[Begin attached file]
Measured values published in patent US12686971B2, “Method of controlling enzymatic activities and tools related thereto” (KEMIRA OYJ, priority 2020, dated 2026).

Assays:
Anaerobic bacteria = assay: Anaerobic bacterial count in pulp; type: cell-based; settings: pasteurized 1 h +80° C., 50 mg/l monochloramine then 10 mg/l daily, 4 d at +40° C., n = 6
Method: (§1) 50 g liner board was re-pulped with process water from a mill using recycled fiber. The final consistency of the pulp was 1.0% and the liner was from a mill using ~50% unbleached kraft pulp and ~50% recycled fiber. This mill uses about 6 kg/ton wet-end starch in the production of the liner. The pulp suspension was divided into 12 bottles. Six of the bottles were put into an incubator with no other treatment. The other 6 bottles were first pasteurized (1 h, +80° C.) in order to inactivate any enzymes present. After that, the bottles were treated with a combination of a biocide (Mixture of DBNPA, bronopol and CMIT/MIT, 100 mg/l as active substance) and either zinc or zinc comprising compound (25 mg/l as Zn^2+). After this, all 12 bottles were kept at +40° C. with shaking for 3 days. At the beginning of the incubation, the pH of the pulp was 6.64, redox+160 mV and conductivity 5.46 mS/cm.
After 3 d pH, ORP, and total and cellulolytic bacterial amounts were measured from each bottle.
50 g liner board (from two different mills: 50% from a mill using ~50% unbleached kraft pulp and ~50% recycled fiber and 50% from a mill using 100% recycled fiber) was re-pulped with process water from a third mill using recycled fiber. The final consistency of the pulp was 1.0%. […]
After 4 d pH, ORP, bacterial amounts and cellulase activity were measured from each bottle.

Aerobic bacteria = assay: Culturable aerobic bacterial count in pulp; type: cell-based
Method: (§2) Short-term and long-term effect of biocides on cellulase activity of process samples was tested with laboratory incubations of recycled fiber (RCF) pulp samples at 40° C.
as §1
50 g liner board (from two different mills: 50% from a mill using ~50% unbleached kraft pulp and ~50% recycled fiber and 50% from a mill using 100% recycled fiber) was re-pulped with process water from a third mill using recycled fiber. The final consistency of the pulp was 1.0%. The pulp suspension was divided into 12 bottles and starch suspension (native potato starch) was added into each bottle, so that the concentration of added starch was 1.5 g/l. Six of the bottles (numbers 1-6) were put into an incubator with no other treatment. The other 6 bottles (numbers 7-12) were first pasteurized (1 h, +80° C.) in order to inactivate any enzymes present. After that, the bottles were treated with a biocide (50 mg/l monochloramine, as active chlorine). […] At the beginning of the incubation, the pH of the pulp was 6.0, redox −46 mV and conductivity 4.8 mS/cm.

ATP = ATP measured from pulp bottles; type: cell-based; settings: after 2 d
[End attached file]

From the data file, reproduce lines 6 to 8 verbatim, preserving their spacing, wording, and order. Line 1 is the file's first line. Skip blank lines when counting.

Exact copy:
50 g liner board (from two different mills: 50% from a mill using ~50% unbleached kraft pulp and ~50% recycled fiber and 50% from a mill using 100% recycled fiber) was re-pulped with process water from a third mill using recycled fiber. The final consistency of the pulp was 1.0%. […]
After 4 d pH, ORP, bacterial amounts and cellulase activity were measured from each bottle.

Aerobic bacteria = assay: Culturable aerobic bacterial count in pulp; type: cell-based